Let's Be Open about Miscarriage

Recently, Meghan Markle posted an honest and moving op-ed in The New York Times about the miscarriage she’d suffered in July of this year. Months earlier, in September, Chrissy Teigen shared the news of her miscarriage with the world, through heart-wrenching pictures on her Instagram account. Both women experiences a lot of backlash for sharing these “deeply personal” experiences. More heartwarmingly, a lot of women came out in support of Chrissy and Meghan, telling their own stories of miscarriage and heartbreak. They felt that these two women had given them the courage to break years of silence following their own losses.

My experience with miscarriage

I, too, suffered a miscarriage. It was about 15 years ago. My husband and I had tried to get pregnant for a while, so when I finally saw the positive pregnancy test, we were over the moon. I’d done everything right: from taking folic acid to abstaining from alcohol to improving my diet. As soon as I found out I was pregnant, I took it easy. I only told my parents and my in-laws of the pregnancy, adhering to the age-old rule not to make your pregnancy public until the second trimester.

At my 8-week scan, the doctor failed to find a heartbeat. My world fell apart. I’d only been pregnant for eight week, and I’d only known about it for six, but still I’d made plans for this baby. I’d bought a little outfit already, had discussed cribs and strollers with my husband and had started to love the baby, despite he or she only being a small clump of cells. The doctor gave us some time to process the news, after which he discussed options.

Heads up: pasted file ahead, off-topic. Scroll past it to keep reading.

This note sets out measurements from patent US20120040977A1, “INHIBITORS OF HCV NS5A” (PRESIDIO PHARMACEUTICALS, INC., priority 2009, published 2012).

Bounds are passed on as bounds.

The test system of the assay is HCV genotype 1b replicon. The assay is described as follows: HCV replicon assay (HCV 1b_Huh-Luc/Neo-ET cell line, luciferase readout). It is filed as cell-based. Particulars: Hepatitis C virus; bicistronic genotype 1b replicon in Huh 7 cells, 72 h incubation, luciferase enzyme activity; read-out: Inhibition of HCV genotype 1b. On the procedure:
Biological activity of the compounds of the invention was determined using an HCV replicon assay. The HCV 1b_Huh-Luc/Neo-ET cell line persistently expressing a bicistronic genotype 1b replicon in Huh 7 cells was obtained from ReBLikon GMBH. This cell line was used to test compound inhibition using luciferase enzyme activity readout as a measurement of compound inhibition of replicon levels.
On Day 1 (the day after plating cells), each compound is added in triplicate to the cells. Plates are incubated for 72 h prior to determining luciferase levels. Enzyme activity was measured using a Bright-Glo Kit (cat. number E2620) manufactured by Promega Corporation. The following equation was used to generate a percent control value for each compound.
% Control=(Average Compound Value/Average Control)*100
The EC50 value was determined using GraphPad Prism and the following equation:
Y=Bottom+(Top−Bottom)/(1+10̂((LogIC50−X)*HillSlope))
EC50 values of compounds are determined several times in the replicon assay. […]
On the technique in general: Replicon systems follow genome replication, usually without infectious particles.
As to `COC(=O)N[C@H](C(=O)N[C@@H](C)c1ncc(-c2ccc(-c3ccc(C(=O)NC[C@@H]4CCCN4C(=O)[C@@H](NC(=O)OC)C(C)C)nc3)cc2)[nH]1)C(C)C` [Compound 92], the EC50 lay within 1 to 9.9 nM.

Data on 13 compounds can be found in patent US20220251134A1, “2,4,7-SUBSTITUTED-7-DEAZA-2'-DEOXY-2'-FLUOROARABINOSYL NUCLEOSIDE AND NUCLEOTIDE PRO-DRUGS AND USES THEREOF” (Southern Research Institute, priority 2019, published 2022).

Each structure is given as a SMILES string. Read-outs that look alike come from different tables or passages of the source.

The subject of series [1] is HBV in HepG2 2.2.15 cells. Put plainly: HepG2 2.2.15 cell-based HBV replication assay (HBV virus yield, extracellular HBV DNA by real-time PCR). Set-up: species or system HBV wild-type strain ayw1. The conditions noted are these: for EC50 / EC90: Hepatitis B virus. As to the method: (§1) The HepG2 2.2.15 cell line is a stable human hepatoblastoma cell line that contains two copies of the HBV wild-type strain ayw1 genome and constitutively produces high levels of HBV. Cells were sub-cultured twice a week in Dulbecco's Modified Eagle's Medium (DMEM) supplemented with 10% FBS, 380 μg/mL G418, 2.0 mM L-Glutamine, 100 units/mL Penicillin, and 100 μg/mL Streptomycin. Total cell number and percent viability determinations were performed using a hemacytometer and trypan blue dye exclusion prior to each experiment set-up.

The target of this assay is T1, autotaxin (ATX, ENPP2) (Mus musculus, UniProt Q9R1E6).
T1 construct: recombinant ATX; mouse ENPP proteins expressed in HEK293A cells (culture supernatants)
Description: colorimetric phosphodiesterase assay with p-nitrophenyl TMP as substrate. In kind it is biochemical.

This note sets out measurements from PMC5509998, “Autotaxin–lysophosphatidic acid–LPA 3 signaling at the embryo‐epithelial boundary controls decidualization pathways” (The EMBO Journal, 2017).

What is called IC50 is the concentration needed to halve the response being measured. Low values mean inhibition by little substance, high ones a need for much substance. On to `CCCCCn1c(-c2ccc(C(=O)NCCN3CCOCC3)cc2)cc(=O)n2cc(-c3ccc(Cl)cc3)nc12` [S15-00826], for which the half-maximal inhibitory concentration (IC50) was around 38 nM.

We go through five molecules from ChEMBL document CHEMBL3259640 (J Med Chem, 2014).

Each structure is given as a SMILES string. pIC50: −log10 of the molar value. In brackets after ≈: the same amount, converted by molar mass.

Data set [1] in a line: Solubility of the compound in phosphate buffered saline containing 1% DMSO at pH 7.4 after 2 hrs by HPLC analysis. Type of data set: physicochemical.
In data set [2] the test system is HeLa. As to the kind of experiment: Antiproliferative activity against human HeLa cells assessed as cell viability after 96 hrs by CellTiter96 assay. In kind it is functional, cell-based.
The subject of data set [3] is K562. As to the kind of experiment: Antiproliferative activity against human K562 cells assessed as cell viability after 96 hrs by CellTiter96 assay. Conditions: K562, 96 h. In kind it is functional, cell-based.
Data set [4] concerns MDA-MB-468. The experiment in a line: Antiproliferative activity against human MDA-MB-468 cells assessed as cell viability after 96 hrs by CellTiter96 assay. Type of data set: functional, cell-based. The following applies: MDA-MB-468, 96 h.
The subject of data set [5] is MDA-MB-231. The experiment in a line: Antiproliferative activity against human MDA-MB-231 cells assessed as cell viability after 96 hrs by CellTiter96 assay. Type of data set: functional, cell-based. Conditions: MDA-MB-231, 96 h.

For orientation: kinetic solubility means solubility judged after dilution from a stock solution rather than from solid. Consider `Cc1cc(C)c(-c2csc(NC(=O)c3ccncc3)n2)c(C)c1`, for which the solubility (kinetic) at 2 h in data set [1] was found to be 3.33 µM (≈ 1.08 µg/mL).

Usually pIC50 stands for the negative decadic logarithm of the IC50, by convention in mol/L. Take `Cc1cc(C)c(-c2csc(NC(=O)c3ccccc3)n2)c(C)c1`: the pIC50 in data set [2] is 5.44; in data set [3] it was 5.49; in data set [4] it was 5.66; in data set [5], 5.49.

I was devastated

“We’ll wait to see if your body aborts naturally. If it doesn’t, we’ll have to perform a D&C.” I realize that the doctor needed to handle this professionally and medically, but the words stabbed wounds in my heart. I didn’t want to get rid of the baby, I wanted it to live.

In the end, I had the surgery as my body refused to expel the baby. Maybe my body had listened to my desires. Because I hadn’t shared news of my pregnancy with anyone but my parents and in-laws, there was barely anyone who could comfort me in my grief. When I told my friends, I felt sad that I'd only shared the devastating news with them, and not the joy of finding out I was pregnant in the first place.

There's no shame in talking about miscarriage

We need to talk about miscarriage more. It’s shockingly common, and I think that contributes to the idea that we shouldn’t tell anyone about our pregnancy until the second trimester. But just because it’s common doesn’t make it any less painful. Women shouldn’t suffer that type of pain alone. We should be able to talk about it openly and grief about it when we need to. I am incredibly grateful to Meghan Markle and Chrissy Teigen for sharing their experiences and showing the world that there’s no shame in speaking about miscarriage.

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